Sadness was not what I expected while listening to a popular Catholic speaker. His love of God and family bubbled over as he described a beautiful coming-of-age tradition when kids became teenagers in his family. That’s when it hit me. “Wow, our families are so different!”
Their event included relatives who called with affirming messages. I imagined trying to arrange the same thing among my relatives. First would be an awkward pause. Then: “You’re kidding, right?”
That realization hit with a pang of sadness. But quickly, my Catholic mindset shifted into gear. God gave me my family and he knows the challenges. Everyone’s crosses are different but we all have them.
That moment laid on my heart the sensitivity that many parents struggle with family challenges beyond their control. Friends have shared such pain with me after listening to good Catholic speakers then feeling salt was rubbed into their wounds. For example, at a Catholic high school, it’s a great idea to bring in speakers for a parents' night to impart good family values. But inevitably, some parents will go home feeling sad for what they are lacking.
The Kiss of Jesus
It was that very realization of the pain and struggles in the lives of others that spurred Donna-Marie Cooper O'Boyle , a popular author, speaker and EWTN TV host, to share her shocking past. I have known Donna-Marie for several years and knew parts of her story, but not all. I often thought, “She is so sweet and graceful, no one would ever suspect what she has been through.”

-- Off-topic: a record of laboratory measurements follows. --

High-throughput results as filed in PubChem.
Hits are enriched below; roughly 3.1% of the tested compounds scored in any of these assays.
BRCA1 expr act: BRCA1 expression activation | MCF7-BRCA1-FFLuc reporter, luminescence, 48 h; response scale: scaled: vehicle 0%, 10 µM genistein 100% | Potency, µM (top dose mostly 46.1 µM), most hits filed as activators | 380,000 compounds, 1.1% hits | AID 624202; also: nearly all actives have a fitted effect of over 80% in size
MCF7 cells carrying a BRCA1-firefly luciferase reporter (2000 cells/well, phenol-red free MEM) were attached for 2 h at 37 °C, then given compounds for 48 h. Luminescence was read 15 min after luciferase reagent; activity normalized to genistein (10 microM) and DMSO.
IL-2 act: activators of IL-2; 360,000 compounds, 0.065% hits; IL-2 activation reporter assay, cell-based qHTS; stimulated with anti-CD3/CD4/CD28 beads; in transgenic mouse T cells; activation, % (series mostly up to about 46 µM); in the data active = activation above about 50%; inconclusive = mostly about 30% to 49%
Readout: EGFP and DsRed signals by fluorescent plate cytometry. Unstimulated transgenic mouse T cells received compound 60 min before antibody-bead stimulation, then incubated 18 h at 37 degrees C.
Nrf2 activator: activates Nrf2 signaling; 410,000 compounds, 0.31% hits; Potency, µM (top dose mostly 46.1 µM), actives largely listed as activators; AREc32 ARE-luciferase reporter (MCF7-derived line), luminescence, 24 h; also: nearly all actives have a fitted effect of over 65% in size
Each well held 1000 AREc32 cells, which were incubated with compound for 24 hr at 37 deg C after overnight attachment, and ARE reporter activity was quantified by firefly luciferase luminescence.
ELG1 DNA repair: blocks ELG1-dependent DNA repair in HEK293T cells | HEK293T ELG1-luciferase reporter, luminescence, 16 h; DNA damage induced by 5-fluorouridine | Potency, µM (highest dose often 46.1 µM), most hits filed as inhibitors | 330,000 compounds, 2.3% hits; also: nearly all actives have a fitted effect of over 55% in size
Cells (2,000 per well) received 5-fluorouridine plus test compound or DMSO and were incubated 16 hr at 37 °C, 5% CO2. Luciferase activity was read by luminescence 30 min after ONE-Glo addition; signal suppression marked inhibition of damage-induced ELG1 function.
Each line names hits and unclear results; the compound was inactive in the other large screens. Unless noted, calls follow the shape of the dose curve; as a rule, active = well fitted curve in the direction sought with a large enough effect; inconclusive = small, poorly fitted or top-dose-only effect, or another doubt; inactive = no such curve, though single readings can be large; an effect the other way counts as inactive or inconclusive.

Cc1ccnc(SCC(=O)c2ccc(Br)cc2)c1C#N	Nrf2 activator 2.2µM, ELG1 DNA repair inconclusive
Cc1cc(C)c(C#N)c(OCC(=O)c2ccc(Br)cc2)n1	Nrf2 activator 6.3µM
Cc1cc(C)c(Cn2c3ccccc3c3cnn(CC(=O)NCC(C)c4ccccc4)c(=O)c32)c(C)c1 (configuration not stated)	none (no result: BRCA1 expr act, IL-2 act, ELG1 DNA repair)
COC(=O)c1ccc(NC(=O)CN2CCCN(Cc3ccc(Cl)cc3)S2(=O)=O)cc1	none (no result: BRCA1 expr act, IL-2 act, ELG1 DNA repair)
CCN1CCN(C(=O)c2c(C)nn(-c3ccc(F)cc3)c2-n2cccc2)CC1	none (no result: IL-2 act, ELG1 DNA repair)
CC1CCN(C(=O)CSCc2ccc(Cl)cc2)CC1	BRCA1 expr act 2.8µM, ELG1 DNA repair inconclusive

After reading her new book, The Kiss of Jesus: How Mother Teresa and the Saints Helped Me to discover the Beauty of the Cross, I was astounded to learn her past had been much more horrific than I realized. It included being held captive with a machine gun by a boyfriend-turned-abuser when she was just a teenager. Fearing for the lives of her family--which he said he would kill--it would be several months to a year before Donna-Marie could safely make her escape.
She then married and had three children with an alcoholic husband who eventually walked out on her. A second marriage and two more children was not the happy ending she hoped for when he turned out to be physically and emotionally abusive.
It would seem that Donna-Marie had good reasons to be bitter, but instead, her faith brought her the grace of resilience. There is thankfully a happy ending for her, certainly aided by her beautiful faith and loving spirit.
This book is a big surprise for anyone who has been a fan of Donna-Maria. In it, she provides a beautiful example of surviving immense difficulties with faith and forgiveness. Donna-Marie is an example of living a good Catholic life in spite of less than ideal situations.
Insights from Donna-Marie
In an interview with Donna-Marie, she shared some of the inspiration that gave her a spirit of survival.
Although you turned to God, solutions did not present themselves overnight. Did you ever feel abandoned or doubt your prayers were being heard?
No, I never thought that my prayers weren't being heard. Yes, it's true that our prayers are not necessarily answered in the way we might hope. But, sincere prayers are always heard by God who knows exactly what we need and when we need it. He is the Divine Physician Whom we should trust.
We have to trust God with our lives. We need to trust Him with our prayers. We ask Him for help in our struggles and in our painful situations. We continue to reach our heart up in prayer even when things are intensely dark and scary. Prayer anchors us. Prayer gives us hope. Prayer lifts our hearts to reach the heart of God.